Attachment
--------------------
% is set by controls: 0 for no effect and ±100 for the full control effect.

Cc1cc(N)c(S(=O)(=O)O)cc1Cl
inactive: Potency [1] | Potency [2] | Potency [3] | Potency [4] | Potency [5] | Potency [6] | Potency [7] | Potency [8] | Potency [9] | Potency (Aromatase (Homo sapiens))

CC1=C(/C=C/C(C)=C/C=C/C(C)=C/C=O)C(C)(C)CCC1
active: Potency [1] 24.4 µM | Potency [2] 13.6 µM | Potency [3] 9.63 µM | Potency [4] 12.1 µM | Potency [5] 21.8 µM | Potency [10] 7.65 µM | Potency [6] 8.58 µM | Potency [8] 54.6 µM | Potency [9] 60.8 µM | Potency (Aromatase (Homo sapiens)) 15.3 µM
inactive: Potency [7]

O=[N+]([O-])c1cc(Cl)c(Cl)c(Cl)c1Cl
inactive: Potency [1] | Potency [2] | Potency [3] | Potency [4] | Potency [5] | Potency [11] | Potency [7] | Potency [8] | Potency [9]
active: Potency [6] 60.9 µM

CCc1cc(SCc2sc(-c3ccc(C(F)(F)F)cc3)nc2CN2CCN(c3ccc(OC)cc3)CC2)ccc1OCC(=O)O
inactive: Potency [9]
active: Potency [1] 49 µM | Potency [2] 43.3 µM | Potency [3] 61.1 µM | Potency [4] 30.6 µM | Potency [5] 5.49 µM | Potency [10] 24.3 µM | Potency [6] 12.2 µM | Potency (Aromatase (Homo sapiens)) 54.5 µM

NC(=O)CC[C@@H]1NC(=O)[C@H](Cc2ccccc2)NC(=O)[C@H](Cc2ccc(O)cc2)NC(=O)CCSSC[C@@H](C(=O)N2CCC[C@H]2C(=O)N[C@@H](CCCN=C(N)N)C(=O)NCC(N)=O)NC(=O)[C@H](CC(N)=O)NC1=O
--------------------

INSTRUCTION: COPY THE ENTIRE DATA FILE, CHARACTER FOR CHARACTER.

% is set by controls: 0 for no effect and ±100 for the full control effect.

Cc1cc(N)c(S(=O)(=O)O)cc1Cl
inactive: Potency [1] | Potency [2] | Potency [3] | Potency [4] | Potency [5] | Potency [6] | Potency [7] | Potency [8] | Potency [9] | Potency (Aromatase (Homo sapiens))

CC1=C(/C=C/C(C)=C/C=C/C(C)=C/C=O)C(C)(C)CCC1
active: Potency [1] 24.4 µM | Potency [2] 13.6 µM | Potency [3] 9.63 µM | Potency [4] 12.1 µM | Potency [5] 21.8 µM | Potency [10] 7.65 µM | Potency [6] 8.58 µM | Potency [8] 54.6 µM | Potency [9] 60.8 µM | Potency (Aromatase (Homo sapiens)) 15.3 µM
inactive: Potency [7]

O=[N+]([O-])c1cc(Cl)c(Cl)c(Cl)c1Cl
inactive: Potency [1] | Potency [2] | Potency [3] | Potency [4] | Potency [5] | Potency [11] | Potency [7] | Potency [8] | Potency [9]
active: Potency [6] 60.9 µM

CCc1cc(SCc2sc(-c3ccc(C(F)(F)F)cc3)nc2CN2CCN(c3ccc(OC)cc3)CC2)ccc1OCC(=O)O
inactive: Potency [9]
active: Potency [1] 49 µM | Potency [2] 43.3 µM | Potency [3] 61.1 µM | Potency [4] 30.6 µM | Potency [5] 5.49 µM | Potency [10] 24.3 µM | Potency [6] 12.2 µM | Potency (Aromatase (Homo sapiens)) 54.5 µM

NC(=O)CC[C@@H]1NC(=O)[C@H](Cc2ccccc2)NC(=O)[C@H](Cc2ccc(O)cc2)NC(=O)CCSSC[C@@H](C(=O)N2CCC[C@H]2C(=O)N[C@@H](CCCN=C(N)N)C(=O)NCC(N)=O)NC(=O)[C@H](CC(N)=O)NC1=O